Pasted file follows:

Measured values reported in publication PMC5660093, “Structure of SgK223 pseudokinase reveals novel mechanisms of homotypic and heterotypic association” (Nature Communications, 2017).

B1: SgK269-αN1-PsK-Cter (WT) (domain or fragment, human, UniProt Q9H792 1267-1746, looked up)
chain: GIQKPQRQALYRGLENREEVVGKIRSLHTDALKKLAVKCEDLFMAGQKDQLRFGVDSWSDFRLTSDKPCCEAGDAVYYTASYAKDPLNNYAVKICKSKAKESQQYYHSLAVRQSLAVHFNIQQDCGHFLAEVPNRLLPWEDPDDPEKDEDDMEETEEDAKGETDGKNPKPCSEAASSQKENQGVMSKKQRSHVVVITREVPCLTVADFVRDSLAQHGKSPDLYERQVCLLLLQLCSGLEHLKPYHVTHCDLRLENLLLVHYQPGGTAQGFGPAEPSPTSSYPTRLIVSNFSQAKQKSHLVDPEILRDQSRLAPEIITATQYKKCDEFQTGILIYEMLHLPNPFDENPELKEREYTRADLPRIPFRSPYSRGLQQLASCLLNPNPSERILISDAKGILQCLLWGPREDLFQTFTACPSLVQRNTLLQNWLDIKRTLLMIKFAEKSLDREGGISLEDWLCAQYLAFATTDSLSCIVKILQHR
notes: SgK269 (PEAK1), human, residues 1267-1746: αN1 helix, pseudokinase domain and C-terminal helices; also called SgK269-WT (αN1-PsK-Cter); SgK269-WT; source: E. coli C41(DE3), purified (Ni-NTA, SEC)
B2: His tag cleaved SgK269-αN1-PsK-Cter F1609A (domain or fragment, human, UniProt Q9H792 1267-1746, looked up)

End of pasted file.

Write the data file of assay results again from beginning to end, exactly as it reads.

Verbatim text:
Measured values reported in publication PMC5660093, “Structure of SgK223 pseudokinase reveals novel mechanisms of homotypic and heterotypic association” (Nature Communications, 2017).

B1: SgK269-αN1-PsK-Cter (WT) (domain or fragment, human, UniProt Q9H792 1267-1746, looked up)
chain: GIQKPQRQALYRGLENREEVVGKIRSLHTDALKKLAVKCEDLFMAGQKDQLRFGVDSWSDFRLTSDKPCCEAGDAVYYTASYAKDPLNNYAVKICKSKAKESQQYYHSLAVRQSLAVHFNIQQDCGHFLAEVPNRLLPWEDPDDPEKDEDDMEETEEDAKGETDGKNPKPCSEAASSQKENQGVMSKKQRSHVVVITREVPCLTVADFVRDSLAQHGKSPDLYERQVCLLLLQLCSGLEHLKPYHVTHCDLRLENLLLVHYQPGGTAQGFGPAEPSPTSSYPTRLIVSNFSQAKQKSHLVDPEILRDQSRLAPEIITATQYKKCDEFQTGILIYEMLHLPNPFDENPELKEREYTRADLPRIPFRSPYSRGLQQLASCLLNPNPSERILISDAKGILQCLLWGPREDLFQTFTACPSLVQRNTLLQNWLDIKRTLLMIKFAEKSLDREGGISLEDWLCAQYLAFATTDSLSCIVKILQHR
notes: SgK269 (PEAK1), human, residues 1267-1746: αN1 helix, pseudokinase domain and C-terminal helices; also called SgK269-WT (αN1-PsK-Cter); SgK269-WT; source: E. coli C41(DE3), purified (Ni-NTA, SEC)
B2: His tag cleaved SgK269-αN1-PsK-Cter F1609A (domain or fragment, human, UniProt Q9H792 1267-1746, looked up)